Happiness economics is actually a quantitative study of happiness, and it suggests that measures of public happiness should be used to supplement more traditional economic measures when evaluating the success of public policy. It typically treats such happiness-related measures as well-being, quality of life, and life satisfaction, rather than wealth, income or profit, as things to be maximized. (Carol Graham, The Economics of Happiness,  2005)

Of course, happiness economics still depends upon sufficient individual income as a measure of happiness. I would not disagree. Yet, what is "sufficient"? Some researchers have found that even if money does correlates with happiness, the rate diminishes with more money. In 2010, Daniel Kahneman and Angus Deaton found that higher earners generally reported better life satisfaction, but people's day-to-day emotional well-being only rose with earnings until a threshold annual income of $75,000. (Bob Holmes, "Money Can Buy You Happiness – Up to a Point," New Scientist, September 7 2010)

Other determinants for happiness economics include relationships, children, freedom, control, leisure, and health. Here is a look at some important happiness concerns in different countries:

1. Happiness for Asians with strong oriental influence is strongly linked to home ownership.
2. Dutch sociologist Ruut Veenhoven, contend self-reported happiness is combined with life expectancy.
3. Bhutan’s index has led that country to limit the amount of deforestation it will allow and to require that all tourists to its nation must spend US $200. Allegedly, extensive tourism and deforestation lead to unhappiness. (Andrew Revkin, "A New Measure of Well-Being From a Happy Little Kingdom," The New York Times, October 4 2005)
4. Canada released the Canadian Index of Wellbeing (CIW) in 2011 to track changes in well being. The CIW has adopted the following working definition of well being: The presence of the highest possible quality of life in its full breadth of expression focused on but not necessarily exclusive to: good living standards, robust health, a sustainable environment, vital communities, an educated populace, balanced time use, high levels of democratic participation, and access to and participation in leisure and culture. (The First-ever Canadian Index of Well Being Composite Index, Faculty of Applied Sciences, 2011)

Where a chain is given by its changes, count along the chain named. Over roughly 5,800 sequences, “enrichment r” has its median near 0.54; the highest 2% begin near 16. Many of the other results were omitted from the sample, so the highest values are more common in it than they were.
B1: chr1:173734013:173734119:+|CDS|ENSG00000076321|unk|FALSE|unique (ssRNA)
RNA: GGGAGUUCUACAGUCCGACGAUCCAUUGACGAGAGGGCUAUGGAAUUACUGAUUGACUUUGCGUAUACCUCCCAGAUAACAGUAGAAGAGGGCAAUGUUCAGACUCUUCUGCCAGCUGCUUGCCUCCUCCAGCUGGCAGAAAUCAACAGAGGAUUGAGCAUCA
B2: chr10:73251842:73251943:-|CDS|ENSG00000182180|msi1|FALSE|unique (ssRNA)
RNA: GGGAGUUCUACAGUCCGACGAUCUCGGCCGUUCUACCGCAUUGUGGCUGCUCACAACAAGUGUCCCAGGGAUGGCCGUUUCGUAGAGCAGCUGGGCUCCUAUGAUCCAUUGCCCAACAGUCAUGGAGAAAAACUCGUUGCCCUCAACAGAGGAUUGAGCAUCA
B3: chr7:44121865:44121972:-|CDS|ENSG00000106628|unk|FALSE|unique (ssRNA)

The Anxious American Rat Race

Today, America is a very "anxious country." That cannot be denied. A great number of people simply are not happy, at least in emotional terms. Instead, in terms of their mental health, they live in a state of unhappiness and disorder.

Anxiety disorders are the most common mental illness in the United States. They include panic disorder, obsessive-compulsive disorder, post-traumatic stress disorder, generalized anxiety disorder, and phobias (social phobia, agoraphobia, and specific phobia). Anxiety disorders develop from a complex set of risk factors, including genetics, brain chemistry, personality, and life events.

Anxiety disorders are highly treatable, yet only about one-third of those suffering receive treatment. Even though the majority remain untreated, the costs for help are high. Anxiety disorders cost the U.S. more than $42 billion a year, almost one-third of the country's $148 billion total mental health bill, according to "The Economic Burden of Anxiety Disorders," a study commissioned by ADAA. (The Journal of Clinical Psychiatry, 60:7, July 1999).

More than $22.84 billion of those costs are associated with the repeated use of health care services; people with anxiety disorders seek relief for symptoms that mimic physical illnesses.

People with an anxiety disorder are three to five times more likely to go to the doctor and six times more likely to be hospitalized for psychiatric disorders than those who do not suffer from anxiety disorders.

Here are some other facts we do know about anxiety disorders in America according research from the National Institute of Mental Health.
  • Approximately 40 million American adults ages 18 and older, or about 18.1 percent of people in this age group in a given year, have an anxiety disorder.
  • Anxiety disorders frequently co-occur with depressive disorders or substance abuse.
  • Most people with one anxiety disorder also have another anxiety disorder. Nearly three-quarters of those with an anxiety disorder will have their first episode by age 21.5.